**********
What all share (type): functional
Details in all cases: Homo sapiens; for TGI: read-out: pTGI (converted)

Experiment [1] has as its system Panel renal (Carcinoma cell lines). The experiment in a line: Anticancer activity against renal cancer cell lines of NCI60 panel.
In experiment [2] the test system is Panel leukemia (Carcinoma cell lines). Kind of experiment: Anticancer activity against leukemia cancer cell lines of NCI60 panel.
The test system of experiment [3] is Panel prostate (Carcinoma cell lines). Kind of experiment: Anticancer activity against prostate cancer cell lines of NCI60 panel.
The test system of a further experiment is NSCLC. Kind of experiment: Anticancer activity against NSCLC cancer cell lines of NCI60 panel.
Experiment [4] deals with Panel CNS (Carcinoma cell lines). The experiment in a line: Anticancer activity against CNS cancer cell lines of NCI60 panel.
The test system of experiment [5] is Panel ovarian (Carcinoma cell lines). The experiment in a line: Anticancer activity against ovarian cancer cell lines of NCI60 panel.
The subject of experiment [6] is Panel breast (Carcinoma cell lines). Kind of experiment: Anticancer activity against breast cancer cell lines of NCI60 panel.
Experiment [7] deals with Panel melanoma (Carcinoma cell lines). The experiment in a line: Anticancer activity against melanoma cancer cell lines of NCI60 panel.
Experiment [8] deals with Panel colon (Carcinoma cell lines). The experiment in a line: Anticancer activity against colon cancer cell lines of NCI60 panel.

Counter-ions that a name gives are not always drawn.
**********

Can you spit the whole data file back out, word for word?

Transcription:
What all share (type): functional
Details in all cases: Homo sapiens; for TGI: read-out: pTGI (converted)

Experiment [1] has as its system Panel renal (Carcinoma cell lines). The experiment in a line: Anticancer activity against renal cancer cell lines of NCI60 panel.
In experiment [2] the test system is Panel leukemia (Carcinoma cell lines). Kind of experiment: Anticancer activity against leukemia cancer cell lines of NCI60 panel.
The test system of experiment [3] is Panel prostate (Carcinoma cell lines). Kind of experiment: Anticancer activity against prostate cancer cell lines of NCI60 panel.
The test system of a further experiment is NSCLC. Kind of experiment: Anticancer activity against NSCLC cancer cell lines of NCI60 panel.
Experiment [4] deals with Panel CNS (Carcinoma cell lines). The experiment in a line: Anticancer activity against CNS cancer cell lines of NCI60 panel.
The test system of experiment [5] is Panel ovarian (Carcinoma cell lines). The experiment in a line: Anticancer activity against ovarian cancer cell lines of NCI60 panel.
The subject of experiment [6] is Panel breast (Carcinoma cell lines). Kind of experiment: Anticancer activity against breast cancer cell lines of NCI60 panel.
Experiment [7] deals with Panel melanoma (Carcinoma cell lines). The experiment in a line: Anticancer activity against melanoma cancer cell lines of NCI60 panel.
Experiment [8] deals with Panel colon (Carcinoma cell lines). The experiment in a line: Anticancer activity against colon cancer cell lines of NCI60 panel.

Counter-ions that a name gives are not always drawn.